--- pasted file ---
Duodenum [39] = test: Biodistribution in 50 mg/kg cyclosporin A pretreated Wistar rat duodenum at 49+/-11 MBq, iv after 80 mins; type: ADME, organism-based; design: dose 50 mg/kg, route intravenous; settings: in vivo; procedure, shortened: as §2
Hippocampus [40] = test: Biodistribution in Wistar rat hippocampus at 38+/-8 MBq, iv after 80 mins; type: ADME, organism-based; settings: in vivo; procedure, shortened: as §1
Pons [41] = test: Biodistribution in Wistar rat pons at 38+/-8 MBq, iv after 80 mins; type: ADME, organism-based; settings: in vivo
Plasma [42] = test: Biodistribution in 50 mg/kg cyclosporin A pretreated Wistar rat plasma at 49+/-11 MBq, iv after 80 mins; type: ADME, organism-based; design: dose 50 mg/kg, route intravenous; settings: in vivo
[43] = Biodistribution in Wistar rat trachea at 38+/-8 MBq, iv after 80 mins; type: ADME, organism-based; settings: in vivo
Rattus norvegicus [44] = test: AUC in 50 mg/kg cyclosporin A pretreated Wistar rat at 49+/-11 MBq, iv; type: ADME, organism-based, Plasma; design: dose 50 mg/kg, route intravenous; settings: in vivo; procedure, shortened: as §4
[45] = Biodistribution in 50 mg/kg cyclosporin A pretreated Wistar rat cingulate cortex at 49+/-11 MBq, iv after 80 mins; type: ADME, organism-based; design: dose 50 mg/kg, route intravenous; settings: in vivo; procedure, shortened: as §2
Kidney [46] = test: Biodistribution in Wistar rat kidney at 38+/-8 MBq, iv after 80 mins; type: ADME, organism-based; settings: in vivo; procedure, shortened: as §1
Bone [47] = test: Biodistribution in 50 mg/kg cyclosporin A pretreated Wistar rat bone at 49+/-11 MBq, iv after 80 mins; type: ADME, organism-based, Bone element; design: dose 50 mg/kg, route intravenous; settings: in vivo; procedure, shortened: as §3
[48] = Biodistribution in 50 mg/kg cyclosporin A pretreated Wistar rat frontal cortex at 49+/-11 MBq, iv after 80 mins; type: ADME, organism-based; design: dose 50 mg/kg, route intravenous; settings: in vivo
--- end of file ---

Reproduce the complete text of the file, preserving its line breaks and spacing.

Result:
Duodenum [39] = test: Biodistribution in 50 mg/kg cyclosporin A pretreated Wistar rat duodenum at 49+/-11 MBq, iv after 80 mins; type: ADME, organism-based; design: dose 50 mg/kg, route intravenous; settings: in vivo; procedure, shortened: as §2
Hippocampus [40] = test: Biodistribution in Wistar rat hippocampus at 38+/-8 MBq, iv after 80 mins; type: ADME, organism-based; settings: in vivo; procedure, shortened: as §1
Pons [41] = test: Biodistribution in Wistar rat pons at 38+/-8 MBq, iv after 80 mins; type: ADME, organism-based; settings: in vivo
Plasma [42] = test: Biodistribution in 50 mg/kg cyclosporin A pretreated Wistar rat plasma at 49+/-11 MBq, iv after 80 mins; type: ADME, organism-based; design: dose 50 mg/kg, route intravenous; settings: in vivo
[43] = Biodistribution in Wistar rat trachea at 38+/-8 MBq, iv after 80 mins; type: ADME, organism-based; settings: in vivo
Rattus norvegicus [44] = test: AUC in 50 mg/kg cyclosporin A pretreated Wistar rat at 49+/-11 MBq, iv; type: ADME, organism-based, Plasma; design: dose 50 mg/kg, route intravenous; settings: in vivo; procedure, shortened: as §4
[45] = Biodistribution in 50 mg/kg cyclosporin A pretreated Wistar rat cingulate cortex at 49+/-11 MBq, iv after 80 mins; type: ADME, organism-based; design: dose 50 mg/kg, route intravenous; settings: in vivo; procedure, shortened: as §2
Kidney [46] = test: Biodistribution in Wistar rat kidney at 38+/-8 MBq, iv after 80 mins; type: ADME, organism-based; settings: in vivo; procedure, shortened: as §1
Bone [47] = test: Biodistribution in 50 mg/kg cyclosporin A pretreated Wistar rat bone at 49+/-11 MBq, iv after 80 mins; type: ADME, organism-based, Bone element; design: dose 50 mg/kg, route intravenous; settings: in vivo; procedure, shortened: as §3
[48] = Biodistribution in 50 mg/kg cyclosporin A pretreated Wistar rat frontal cortex at 49+/-11 MBq, iv after 80 mins; type: ADME, organism-based; design: dose 50 mg/kg, route intravenous; settings: in vivo